Goodbye, Utopia

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In 1971, hippies began squatting on an abandoned naval base in Copenhagen, Denmark, creating a community called Freetown Christiania.

Denizens of the 84-acre commune flouted drug laws, refused to pay their electricity bills, and regarded themselves as bohemians living alternative lifestyles. They adopted their own laws and flag. Community meetings decided on questions of governance by consensus. The Danish government even gave the commune legal status, dubbing it a “social experiment,” explained the BBC.

And for decades, locals and tourists alike were drawn to the district, to wander, hang out in shabby-chic bars and galleries, and smoke a little hash.

Over time, however, addiction and lawlessness in Christiania came to eclipse the flower power. A stretch of the district where drug dealers congregated, for example, became known as Pusher Street. Marijuana is illegal in Denmark, but for decades has been sold openly in Christiania.

The Hells Angels and Loyal to Family, an outlawed Danish street gang, ran the markets, the Associated Press reported, citing police. And police over the years would come into the district to crack down on the markets – even as they would quickly reestablish themselves.

Recently, however, the 1,000 residents who live in Christiania have had enough. They ripped up the cobblestones on Pusher Street in a protest against the drug deals and associated criminality that has festered on the thoroughfare in recent years. Children participated in the family-friendly event where organizers played Pink Floyd’s song “Another Brick in the Wall,” wrote Le Monde.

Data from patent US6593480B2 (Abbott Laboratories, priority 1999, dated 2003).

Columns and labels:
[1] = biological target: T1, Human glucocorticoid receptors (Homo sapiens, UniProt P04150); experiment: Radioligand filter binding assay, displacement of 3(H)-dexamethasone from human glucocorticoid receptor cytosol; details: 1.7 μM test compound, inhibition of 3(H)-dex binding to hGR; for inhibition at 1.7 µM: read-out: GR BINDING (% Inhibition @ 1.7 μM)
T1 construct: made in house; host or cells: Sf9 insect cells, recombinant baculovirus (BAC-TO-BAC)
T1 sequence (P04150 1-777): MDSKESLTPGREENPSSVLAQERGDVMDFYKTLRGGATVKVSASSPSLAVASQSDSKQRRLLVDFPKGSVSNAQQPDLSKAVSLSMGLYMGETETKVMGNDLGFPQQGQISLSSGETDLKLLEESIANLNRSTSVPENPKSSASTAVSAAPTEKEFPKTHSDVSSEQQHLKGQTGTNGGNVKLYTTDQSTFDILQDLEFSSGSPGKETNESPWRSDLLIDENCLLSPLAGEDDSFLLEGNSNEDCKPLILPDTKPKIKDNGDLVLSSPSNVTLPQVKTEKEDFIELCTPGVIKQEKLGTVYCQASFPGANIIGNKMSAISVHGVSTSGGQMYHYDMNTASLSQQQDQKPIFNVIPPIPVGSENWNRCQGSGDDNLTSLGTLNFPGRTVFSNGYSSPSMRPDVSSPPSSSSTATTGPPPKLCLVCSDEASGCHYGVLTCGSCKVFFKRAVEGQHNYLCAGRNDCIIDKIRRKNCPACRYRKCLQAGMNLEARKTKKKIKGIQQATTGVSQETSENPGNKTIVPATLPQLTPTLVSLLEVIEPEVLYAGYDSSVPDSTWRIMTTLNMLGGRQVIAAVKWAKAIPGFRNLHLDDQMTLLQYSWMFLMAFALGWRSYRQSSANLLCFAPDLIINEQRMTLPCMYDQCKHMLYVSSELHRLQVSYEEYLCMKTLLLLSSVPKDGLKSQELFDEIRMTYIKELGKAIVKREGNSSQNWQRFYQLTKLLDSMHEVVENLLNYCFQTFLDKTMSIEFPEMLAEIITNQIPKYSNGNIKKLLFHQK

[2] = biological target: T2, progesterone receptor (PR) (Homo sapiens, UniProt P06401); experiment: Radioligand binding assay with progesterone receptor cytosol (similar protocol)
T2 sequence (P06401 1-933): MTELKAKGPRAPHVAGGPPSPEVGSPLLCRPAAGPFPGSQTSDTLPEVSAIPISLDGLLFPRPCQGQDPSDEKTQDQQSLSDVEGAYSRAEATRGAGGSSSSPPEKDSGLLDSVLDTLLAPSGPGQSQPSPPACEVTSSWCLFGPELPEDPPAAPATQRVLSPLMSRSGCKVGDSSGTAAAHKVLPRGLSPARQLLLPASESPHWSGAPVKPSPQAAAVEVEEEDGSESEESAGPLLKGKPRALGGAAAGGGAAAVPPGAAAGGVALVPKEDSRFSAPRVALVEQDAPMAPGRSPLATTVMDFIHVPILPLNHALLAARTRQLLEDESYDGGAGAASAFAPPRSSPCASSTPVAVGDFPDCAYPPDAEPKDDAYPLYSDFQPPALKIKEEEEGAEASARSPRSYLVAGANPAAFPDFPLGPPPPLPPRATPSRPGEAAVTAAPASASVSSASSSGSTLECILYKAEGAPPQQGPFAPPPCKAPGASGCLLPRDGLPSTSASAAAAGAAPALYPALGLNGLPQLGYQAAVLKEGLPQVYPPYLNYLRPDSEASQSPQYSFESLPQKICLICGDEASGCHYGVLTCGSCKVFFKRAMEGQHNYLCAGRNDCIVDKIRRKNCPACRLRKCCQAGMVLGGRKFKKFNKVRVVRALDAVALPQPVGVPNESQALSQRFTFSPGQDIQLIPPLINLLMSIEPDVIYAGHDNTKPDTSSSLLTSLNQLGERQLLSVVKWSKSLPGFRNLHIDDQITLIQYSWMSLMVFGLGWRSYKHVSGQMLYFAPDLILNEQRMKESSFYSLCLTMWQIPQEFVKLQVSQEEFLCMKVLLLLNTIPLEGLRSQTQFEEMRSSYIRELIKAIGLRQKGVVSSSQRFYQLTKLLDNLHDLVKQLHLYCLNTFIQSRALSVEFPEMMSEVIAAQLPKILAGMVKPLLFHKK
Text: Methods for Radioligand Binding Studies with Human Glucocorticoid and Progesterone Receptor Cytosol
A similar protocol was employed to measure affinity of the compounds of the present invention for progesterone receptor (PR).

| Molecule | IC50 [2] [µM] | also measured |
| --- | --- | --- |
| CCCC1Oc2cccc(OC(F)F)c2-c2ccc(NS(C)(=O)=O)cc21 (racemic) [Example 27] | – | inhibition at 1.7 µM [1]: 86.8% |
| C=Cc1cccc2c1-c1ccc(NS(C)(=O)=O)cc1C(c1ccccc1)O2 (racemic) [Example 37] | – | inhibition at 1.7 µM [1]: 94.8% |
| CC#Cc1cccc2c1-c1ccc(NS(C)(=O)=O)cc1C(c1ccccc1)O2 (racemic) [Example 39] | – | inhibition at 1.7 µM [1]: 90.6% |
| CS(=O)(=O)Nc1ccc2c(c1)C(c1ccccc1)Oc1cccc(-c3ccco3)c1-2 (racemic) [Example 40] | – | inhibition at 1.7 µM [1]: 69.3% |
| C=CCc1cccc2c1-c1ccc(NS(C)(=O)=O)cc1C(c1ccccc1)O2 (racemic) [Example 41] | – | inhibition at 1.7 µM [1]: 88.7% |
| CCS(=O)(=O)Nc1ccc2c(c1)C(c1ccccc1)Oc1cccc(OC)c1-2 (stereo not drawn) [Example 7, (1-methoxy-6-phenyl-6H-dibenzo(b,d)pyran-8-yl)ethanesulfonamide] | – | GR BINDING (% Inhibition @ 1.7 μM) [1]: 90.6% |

“We don’t want the gangsters anymore,” Hulda Mader, a Christiania resident for 40 years, told Sky News.

Locals are especially sick and tired of organized crime’s role in the neighborhood. In August, for instance, gunmen shot and killed a 30-year-old man and injured four others in shootings linked to drug trafficking and gangs, reported CNN. Such incidents have become too common.

“For us hash is not the problem, it’s the money in it,” said Mette Prag, a representative of the Freetown Christiania Foundation. “But the last years with all the violence and all the fighting, we cannot have it in our society. That’s why now this chapter must come to an end.”

Passerby magazine ran a feature about Prag that included pictures portraying her fashionable Scandinavian life as an architect living and raising children in the anarchist commune. It was illustrative of how the commune, home to hippies and artists, and welcoming of the down-and-out and the addicted, had in more recent years begun to become more respectable, even bourgeois at times.

Christiania residents want to add new water and utility connections that could help people open new shops and art spaces on Pusher Street, reported the Courthouse News Service. Others wondered if these changes would simply push weed and other drugs and their dealers into the shadows elsewhere. Still other residents are organizing to make marijuana legal throughout Denmark to destroy the illegal networks that now control the trade.

Utopia must change with the times, locals say.

“The crime scene we have seen here has been so violent … we cannot have a Christiania that is dying out because people don’t dare to be here and where we see the local Christianites being threatened by greedy pushers and dealers,” Copenhagen’s mayor Sophie Hæstorp Andersen told Reuters. “Pusher Street has to die in order for Christiania to live.”

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